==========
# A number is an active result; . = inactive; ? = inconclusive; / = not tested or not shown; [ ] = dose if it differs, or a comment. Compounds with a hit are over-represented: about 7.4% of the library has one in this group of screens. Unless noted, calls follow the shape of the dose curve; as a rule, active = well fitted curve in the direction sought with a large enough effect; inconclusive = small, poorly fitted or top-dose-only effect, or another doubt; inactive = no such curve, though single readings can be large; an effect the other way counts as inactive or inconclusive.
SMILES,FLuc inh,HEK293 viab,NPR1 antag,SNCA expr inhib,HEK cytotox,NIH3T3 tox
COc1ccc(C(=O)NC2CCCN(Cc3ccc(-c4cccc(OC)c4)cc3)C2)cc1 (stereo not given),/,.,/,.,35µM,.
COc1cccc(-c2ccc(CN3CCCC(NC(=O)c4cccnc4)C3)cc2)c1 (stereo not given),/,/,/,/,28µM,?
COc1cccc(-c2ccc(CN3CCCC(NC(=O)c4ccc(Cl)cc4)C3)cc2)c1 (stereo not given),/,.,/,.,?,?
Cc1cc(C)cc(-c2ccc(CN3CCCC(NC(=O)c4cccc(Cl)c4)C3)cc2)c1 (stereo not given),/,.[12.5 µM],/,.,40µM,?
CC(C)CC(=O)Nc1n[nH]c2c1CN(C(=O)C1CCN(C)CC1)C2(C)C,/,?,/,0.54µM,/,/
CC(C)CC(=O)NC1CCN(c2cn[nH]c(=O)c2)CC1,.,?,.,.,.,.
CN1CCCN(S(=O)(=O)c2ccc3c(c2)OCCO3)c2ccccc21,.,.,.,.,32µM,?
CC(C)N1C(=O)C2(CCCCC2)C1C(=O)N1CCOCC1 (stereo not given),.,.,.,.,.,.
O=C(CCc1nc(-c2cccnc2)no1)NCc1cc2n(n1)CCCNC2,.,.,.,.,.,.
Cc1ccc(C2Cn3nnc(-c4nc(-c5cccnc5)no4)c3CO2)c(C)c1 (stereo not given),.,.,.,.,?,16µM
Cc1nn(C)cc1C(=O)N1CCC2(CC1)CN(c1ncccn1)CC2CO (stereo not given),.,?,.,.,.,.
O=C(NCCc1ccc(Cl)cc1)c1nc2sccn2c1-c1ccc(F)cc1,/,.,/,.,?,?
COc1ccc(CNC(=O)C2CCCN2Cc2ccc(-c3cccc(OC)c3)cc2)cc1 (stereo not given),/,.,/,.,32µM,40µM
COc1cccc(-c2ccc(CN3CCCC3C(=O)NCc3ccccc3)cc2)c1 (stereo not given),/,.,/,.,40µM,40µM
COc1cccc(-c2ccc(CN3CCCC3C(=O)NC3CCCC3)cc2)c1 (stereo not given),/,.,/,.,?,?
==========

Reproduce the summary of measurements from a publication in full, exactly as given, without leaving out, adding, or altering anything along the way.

# A number is an active result; . = inactive; ? = inconclusive; / = not tested or not shown; [ ] = dose if it differs, or a comment. Compounds with a hit are over-represented: about 7.4% of the library has one in this group of screens. Unless noted, calls follow the shape of the dose curve; as a rule, active = well fitted curve in the direction sought with a large enough effect; inconclusive = small, poorly fitted or top-dose-only effect, or another doubt; inactive = no such curve, though single readings can be large; an effect the other way counts as inactive or inconclusive.
SMILES,FLuc inh,HEK293 viab,NPR1 antag,SNCA expr inhib,HEK cytotox,NIH3T3 tox
COc1ccc(C(=O)NC2CCCN(Cc3ccc(-c4cccc(OC)c4)cc3)C2)cc1 (stereo not given),/,.,/,.,35µM,.
COc1cccc(-c2ccc(CN3CCCC(NC(=O)c4cccnc4)C3)cc2)c1 (stereo not given),/,/,/,/,28µM,?
COc1cccc(-c2ccc(CN3CCCC(NC(=O)c4ccc(Cl)cc4)C3)cc2)c1 (stereo not given),/,.,/,.,?,?
Cc1cc(C)cc(-c2ccc(CN3CCCC(NC(=O)c4cccc(Cl)c4)C3)cc2)c1 (stereo not given),/,.[12.5 µM],/,.,40µM,?
CC(C)CC(=O)Nc1n[nH]c2c1CN(C(=O)C1CCN(C)CC1)C2(C)C,/,?,/,0.54µM,/,/
CC(C)CC(=O)NC1CCN(c2cn[nH]c(=O)c2)CC1,.,?,.,.,.,.
CN1CCCN(S(=O)(=O)c2ccc3c(c2)OCCO3)c2ccccc21,.,.,.,.,32µM,?
CC(C)N1C(=O)C2(CCCCC2)C1C(=O)N1CCOCC1 (stereo not given),.,.,.,.,.,.
O=C(CCc1nc(-c2cccnc2)no1)NCc1cc2n(n1)CCCNC2,.,.,.,.,.,.
Cc1ccc(C2Cn3nnc(-c4nc(-c5cccnc5)no4)c3CO2)c(C)c1 (stereo not given),.,.,.,.,?,16µM
Cc1nn(C)cc1C(=O)N1CCC2(CC1)CN(c1ncccn1)CC2CO (stereo not given),.,?,.,.,.,.
O=C(NCCc1ccc(Cl)cc1)c1nc2sccn2c1-c1ccc(F)cc1,/,.,/,.,?,?
COc1ccc(CNC(=O)C2CCCN2Cc2ccc(-c3cccc(OC)c3)cc2)cc1 (stereo not given),/,.,/,.,32µM,40µM
COc1cccc(-c2ccc(CN3CCCC3C(=O)NCc3ccccc3)cc2)c1 (stereo not given),/,.,/,.,40µM,40µM
COc1cccc(-c2ccc(CN3CCCC3C(=O)NC3CCCC3)cc2)c1 (stereo not given),/,.,/,.,?,?